I stand in the crowd, just another face, another pair of eyes trying to find their way through the tightly packed main street. Bodies push against me, anonymous, annoyed voices grunt and yell at me from all sides. Everyone here knows each other, I realize. Every silhouette a familiar one to everyone here - except me. It's a strange thing to be the only outsider in a crowded street, when only weeks ago I was the face everyone looked for, I was the person with all eyes at my bidding. Two weeks ago, I had a place. Now, who am I?

I finally reach the entrance to the backstreet where I've been sleeping. I've found an alcove in the wall, relatively dry and deep inside the lonely dark streets for me to pass without much question. The public school I managed to get myself enrolled in starts tomorrow, and I know it's going to be painful. The dark times I had as a younger child that had faded away in a bad dream are now painful memories reminding me of how bad it can be. And as a child, emotional pain seemed easier to deal with than now. In the streets, I had tried to keep my eyes down, I'd vowed to not look at those judging, mean eyes. But now, who do I promise anything to except myself? Of course, not everyone is horrible, but those who are not controlling are controlled in this part of town, and eyes that look away too quickly, or stay too long are just as hurtful. With my baggy, ripped sweatpants and flannel jacket, I look out of place. Jeans, clean T-shirts, all clothes to wear on a Sunday before school.

Nostalgia takes over me as I walk down the dank, dirty street, commemorating naughty nights out with friends, times where backstreets and alleys were the best part of town, and leaving for school in the morning with my friend was the best part of the day. With the money I received from my hours of work at the sandwich restaurant today, I bought enough canned food for a few days; a twinge of resentment passed through me as I remembered my mother's warm meals and fresh fruit, every night. When I first arrived here, I hadn't eaten for three days, so I didn't realize what I was eating, because all I wanted to do was get food in my system, but now, I see what I've lost. And I've lost everything.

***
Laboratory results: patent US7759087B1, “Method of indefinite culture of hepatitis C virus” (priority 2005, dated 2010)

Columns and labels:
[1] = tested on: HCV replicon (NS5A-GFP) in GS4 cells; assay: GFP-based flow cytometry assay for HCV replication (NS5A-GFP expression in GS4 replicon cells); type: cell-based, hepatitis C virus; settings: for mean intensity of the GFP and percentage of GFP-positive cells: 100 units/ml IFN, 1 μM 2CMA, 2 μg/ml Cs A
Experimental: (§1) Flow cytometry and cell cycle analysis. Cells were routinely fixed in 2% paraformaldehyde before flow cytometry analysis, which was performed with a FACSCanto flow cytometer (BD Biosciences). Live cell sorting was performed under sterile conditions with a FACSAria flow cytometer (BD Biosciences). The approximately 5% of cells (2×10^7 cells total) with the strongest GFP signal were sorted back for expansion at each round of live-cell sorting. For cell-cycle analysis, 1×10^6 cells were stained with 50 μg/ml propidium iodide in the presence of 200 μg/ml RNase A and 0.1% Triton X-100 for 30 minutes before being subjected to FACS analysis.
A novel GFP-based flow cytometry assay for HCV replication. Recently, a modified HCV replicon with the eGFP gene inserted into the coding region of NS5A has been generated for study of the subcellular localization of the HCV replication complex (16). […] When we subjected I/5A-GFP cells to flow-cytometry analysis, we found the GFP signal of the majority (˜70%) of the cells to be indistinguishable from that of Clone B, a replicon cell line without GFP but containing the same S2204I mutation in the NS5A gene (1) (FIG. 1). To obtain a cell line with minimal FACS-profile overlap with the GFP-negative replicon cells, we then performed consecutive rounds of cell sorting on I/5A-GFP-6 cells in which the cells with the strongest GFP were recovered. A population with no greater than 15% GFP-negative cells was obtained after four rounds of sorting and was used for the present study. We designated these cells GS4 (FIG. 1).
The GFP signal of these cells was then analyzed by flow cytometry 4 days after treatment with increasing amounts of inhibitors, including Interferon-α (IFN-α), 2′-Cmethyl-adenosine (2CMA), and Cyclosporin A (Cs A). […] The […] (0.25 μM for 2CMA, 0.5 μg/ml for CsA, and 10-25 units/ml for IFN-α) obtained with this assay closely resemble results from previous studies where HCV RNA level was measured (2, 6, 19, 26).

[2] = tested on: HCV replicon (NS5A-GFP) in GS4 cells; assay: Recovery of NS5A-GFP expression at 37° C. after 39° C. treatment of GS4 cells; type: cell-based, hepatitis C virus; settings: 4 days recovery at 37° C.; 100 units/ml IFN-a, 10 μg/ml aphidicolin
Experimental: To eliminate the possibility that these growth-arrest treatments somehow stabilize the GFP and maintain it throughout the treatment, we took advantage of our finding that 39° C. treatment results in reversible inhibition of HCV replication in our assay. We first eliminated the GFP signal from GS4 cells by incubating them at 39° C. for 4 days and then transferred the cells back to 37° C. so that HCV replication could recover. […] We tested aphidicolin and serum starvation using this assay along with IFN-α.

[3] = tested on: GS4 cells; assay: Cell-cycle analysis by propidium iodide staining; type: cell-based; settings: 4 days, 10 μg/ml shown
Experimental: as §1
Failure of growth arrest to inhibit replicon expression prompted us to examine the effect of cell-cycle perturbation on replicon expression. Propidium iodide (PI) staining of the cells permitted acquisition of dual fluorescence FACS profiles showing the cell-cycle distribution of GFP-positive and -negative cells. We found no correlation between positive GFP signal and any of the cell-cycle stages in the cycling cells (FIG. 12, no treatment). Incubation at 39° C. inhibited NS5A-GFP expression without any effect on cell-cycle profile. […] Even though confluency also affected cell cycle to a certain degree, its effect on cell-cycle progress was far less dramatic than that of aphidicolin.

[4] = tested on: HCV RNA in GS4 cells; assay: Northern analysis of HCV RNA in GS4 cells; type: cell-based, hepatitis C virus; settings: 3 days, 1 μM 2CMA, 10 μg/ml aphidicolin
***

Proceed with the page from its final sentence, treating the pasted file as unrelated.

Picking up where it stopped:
I reach my little hole in the wall, now my only home, and crawl onto my quilt. It's dark, and I can't see anything, but I can feel something is different. My heart pounds in my chest, and all my muscles are taught, ready to spring at any sign of danger. I take one more cautious advance inside before my hand touches something warm and soft - a person. I spring back, hitting my head on the ceiling. There is a whimper. "Um... hello? Are you alright?" The accent is strange, the voice a croak, but I'm on my guard. "Who are you? And what do you think you're doing here?" There's a small beam as the boy turns on a flashlight. He's tough and muscly, but about my age and size. All I see are green eyes. Green eyes I could get lost in forever, and that remind me of the sea. He clears his throat. "I escaped from the ship I'd been working for, and I ran to here, the furthest town I could run to, which is not very far away." So that explains his strong looking frame and tanned skin. "What's your name?" I ask him. "Oh, my name is..." he hesitates, "David." I don't understand his hesitation, that moment where he wondered what he was called, like he was making it up... but I don't ask. "How about you?" His flashlight turns off, so that we are now plunged back into darkness again, the only light coming from the street and the moon. "I'm just Claudia." I can see those hypnotic eyes staring into mine. "That's a nice name." He whispers pensively.

We arrange ourselves to eat and sleep, and decide that we should stick together and go to school tomorrow, and we will figure out how to live later, once we're settled enough. He's mysterious, and only answers personal questions with riddles, and not once do we mention family, or where we came from, we're both too tired to say a word, waiting for our future to come to us.

(To be continued)